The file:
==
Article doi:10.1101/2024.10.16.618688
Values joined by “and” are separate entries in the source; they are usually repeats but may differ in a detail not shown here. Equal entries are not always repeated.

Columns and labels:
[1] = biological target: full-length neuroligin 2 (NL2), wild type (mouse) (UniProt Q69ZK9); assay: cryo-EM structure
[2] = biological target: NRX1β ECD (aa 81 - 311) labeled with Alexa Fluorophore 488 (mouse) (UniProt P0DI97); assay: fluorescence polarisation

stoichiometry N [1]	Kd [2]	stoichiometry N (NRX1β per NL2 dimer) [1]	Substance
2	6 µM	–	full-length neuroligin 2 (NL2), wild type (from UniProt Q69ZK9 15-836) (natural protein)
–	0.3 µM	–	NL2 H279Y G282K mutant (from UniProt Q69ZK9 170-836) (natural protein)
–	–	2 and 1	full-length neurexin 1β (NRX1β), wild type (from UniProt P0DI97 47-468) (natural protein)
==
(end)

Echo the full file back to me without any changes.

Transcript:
Article doi:10.1101/2024.10.16.618688
Values joined by “and” are separate entries in the source; they are usually repeats but may differ in a detail not shown here. Equal entries are not always repeated.

Columns and labels:
[1] = biological target: full-length neuroligin 2 (NL2), wild type (mouse) (UniProt Q69ZK9); assay: cryo-EM structure
[2] = biological target: NRX1β ECD (aa 81 - 311) labeled with Alexa Fluorophore 488 (mouse) (UniProt P0DI97); assay: fluorescence polarisation

stoichiometry N [1]	Kd [2]	stoichiometry N (NRX1β per NL2 dimer) [1]	Substance
2	6 µM	–	full-length neuroligin 2 (NL2), wild type (from UniProt Q69ZK9 15-836) (natural protein)
–	0.3 µM	–	NL2 H279Y G282K mutant (from UniProt Q69ZK9 170-836) (natural protein)
–	–	2 and 1	full-length neurexin 1β (NRX1β), wild type (from UniProt P0DI97 47-468) (natural protein)